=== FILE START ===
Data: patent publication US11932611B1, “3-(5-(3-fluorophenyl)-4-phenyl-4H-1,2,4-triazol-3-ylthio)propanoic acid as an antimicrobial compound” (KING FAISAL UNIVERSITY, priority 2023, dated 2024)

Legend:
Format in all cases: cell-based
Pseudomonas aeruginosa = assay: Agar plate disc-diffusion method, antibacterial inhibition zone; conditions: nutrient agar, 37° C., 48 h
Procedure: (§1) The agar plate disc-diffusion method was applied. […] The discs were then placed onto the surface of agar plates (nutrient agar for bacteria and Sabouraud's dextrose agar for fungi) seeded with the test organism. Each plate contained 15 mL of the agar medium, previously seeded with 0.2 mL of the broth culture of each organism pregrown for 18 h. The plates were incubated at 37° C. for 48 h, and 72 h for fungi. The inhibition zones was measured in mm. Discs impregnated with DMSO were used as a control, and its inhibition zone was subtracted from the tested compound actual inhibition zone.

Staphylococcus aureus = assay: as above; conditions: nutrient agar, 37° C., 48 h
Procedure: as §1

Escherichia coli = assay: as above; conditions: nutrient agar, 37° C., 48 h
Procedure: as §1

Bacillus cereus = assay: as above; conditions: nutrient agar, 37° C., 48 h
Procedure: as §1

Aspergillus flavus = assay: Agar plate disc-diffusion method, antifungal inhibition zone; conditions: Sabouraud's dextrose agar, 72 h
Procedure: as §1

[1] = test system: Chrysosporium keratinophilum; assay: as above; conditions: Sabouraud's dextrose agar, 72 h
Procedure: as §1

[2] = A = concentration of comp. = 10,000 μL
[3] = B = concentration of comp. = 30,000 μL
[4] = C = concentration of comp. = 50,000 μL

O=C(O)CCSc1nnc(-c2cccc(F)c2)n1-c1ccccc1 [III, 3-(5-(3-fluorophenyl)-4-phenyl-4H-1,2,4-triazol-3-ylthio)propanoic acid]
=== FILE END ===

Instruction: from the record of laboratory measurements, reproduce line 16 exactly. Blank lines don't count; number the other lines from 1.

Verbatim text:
[2] = A = concentration of comp. = 10,000 μL